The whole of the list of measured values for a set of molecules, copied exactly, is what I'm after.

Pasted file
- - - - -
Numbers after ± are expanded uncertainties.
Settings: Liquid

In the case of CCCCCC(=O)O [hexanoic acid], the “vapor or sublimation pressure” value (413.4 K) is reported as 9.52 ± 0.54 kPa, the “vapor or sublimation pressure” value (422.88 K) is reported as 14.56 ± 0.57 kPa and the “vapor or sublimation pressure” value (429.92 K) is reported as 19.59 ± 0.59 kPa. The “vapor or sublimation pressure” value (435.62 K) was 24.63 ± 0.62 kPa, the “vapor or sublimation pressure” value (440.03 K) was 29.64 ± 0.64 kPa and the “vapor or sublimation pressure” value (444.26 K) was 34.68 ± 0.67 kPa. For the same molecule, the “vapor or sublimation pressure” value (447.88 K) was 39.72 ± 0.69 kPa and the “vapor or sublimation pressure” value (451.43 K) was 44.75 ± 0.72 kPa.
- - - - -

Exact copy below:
Numbers after ± are expanded uncertainties.
Settings: Liquid

In the case of CCCCCC(=O)O [hexanoic acid], the “vapor or sublimation pressure” value (413.4 K) is reported as 9.52 ± 0.54 kPa, the “vapor or sublimation pressure” value (422.88 K) is reported as 14.56 ± 0.57 kPa and the “vapor or sublimation pressure” value (429.92 K) is reported as 19.59 ± 0.59 kPa. The “vapor or sublimation pressure” value (435.62 K) was 24.63 ± 0.62 kPa, the “vapor or sublimation pressure” value (440.03 K) was 29.64 ± 0.64 kPa and the “vapor or sublimation pressure” value (444.26 K) was 34.68 ± 0.67 kPa. For the same molecule, the “vapor or sublimation pressure” value (447.88 K) was 39.72 ± 0.69 kPa and the “vapor or sublimation pressure” value (451.43 K) was 44.75 ± 0.72 kPa.